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June, 2003. During the final month of their year-long stay in Fiji, indie-film gurus John and Janet Pierson and their two children host a documentary film crew. John's been showing free movies at the 288-seat 180 Meridian Cinema, in remote Natokalan Village on the island of Taveuni. Reality intrudes in paradise: their home is burgled, the local Catholic priest criticizes John's project, their daughter's behavior may be threatening the reputation of her friend, and John's prickly personality follows him. Against this backdrop, the Fijians laugh at the Three Stooges, Buster Keaton, and "Jackass: The Movie." John finishes the year with ten movies in ten days: do movies matter? Written by
Ok, so this is very important to you to get paid $311.28, it's very important for you to have this tomorrow, we sustained our second robbery in your house, tonight's robbery, I believe the total lost will come around fifteen-$10,000. Yeah, so I'll make sure you get your $311.28 tomorrow. I'LL MAKE FUCKING SURE OF IT!
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We rented Reel Paradise anticipating a look into the trials of running a movie theater in a remote location, and dealing with cultural and language challenges. Evidently there weren't enough trials to fill the film, so the trials of being urban Americans in a non-urban culture filled in the gaps.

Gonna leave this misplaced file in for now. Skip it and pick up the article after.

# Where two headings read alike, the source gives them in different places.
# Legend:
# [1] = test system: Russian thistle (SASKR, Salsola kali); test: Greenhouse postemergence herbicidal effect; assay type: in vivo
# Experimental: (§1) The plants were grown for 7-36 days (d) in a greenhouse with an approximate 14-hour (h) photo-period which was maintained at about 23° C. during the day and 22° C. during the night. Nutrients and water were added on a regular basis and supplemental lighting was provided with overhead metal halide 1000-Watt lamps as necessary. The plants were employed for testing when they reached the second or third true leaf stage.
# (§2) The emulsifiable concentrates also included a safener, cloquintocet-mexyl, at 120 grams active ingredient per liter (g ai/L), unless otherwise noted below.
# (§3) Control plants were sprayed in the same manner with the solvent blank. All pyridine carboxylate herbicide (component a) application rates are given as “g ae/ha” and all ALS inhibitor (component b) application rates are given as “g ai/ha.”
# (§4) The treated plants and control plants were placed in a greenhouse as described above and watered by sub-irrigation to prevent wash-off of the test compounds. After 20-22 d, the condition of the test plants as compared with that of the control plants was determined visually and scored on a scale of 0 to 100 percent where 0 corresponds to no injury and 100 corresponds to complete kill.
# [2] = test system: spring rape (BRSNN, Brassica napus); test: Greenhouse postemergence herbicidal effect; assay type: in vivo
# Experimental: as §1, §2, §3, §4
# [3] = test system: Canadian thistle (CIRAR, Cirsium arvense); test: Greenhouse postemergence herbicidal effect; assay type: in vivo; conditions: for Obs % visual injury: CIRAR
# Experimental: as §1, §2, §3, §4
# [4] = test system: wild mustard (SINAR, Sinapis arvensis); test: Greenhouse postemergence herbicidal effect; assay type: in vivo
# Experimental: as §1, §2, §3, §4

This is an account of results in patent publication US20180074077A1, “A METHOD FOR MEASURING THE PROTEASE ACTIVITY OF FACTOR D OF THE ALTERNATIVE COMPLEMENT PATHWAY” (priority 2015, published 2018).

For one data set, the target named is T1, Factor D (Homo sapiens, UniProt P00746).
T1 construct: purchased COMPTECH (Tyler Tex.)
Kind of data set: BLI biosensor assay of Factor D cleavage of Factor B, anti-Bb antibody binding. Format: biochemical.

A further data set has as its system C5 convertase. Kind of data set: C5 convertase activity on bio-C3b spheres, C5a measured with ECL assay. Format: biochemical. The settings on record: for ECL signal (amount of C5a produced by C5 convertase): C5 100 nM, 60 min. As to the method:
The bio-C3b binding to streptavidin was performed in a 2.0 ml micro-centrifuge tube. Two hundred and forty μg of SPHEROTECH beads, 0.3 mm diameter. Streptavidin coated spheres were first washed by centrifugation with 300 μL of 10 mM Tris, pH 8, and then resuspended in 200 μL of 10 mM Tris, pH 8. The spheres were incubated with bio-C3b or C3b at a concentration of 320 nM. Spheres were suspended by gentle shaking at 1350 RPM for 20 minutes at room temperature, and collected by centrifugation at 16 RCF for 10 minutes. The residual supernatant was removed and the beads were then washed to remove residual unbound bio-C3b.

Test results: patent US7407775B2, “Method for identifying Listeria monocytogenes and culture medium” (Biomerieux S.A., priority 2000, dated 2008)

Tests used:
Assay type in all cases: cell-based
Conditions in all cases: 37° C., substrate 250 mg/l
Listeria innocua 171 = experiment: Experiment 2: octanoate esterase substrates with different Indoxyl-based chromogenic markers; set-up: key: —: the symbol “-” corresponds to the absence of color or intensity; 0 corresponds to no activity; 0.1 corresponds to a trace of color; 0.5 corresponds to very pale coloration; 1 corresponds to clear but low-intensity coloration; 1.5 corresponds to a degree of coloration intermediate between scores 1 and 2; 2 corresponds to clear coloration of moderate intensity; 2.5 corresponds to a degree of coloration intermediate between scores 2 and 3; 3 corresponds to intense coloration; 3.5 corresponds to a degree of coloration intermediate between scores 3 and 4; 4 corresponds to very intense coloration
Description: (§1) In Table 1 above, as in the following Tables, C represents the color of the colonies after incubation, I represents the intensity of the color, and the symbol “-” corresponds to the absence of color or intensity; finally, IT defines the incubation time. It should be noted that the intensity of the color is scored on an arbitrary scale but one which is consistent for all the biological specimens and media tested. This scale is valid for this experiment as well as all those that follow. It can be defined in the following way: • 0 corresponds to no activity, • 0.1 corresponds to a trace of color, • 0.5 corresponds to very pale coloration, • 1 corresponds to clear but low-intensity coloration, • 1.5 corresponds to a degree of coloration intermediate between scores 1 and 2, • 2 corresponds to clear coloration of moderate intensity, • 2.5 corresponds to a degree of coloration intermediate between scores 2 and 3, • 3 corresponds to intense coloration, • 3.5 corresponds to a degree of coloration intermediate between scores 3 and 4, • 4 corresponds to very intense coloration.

It was embarrassing to watch the teenage Fijian girl tell the camera how it's strange to watch the American girl talk to her parents. "We don't... talk like that". The tattooed and pierced American 16 year old did what and who she wanted. Not terribly related to running a theater, and not terribly interesting.
John proved to be rude and condescending to the Fijians, as well as his landlord. He insulted the school and church on the island, and showed the movies half way through the local mass, saying, they're going to have to make a choice.
As a fan of documentaries, and the new infotainment from Michael Moore and others, I was looking forward to a good independent film. What we got was an unfortunate display of how Americans act away from home, and why so many people around the world don't like us.
One of the few DVD's we have ever turned off before finishing.
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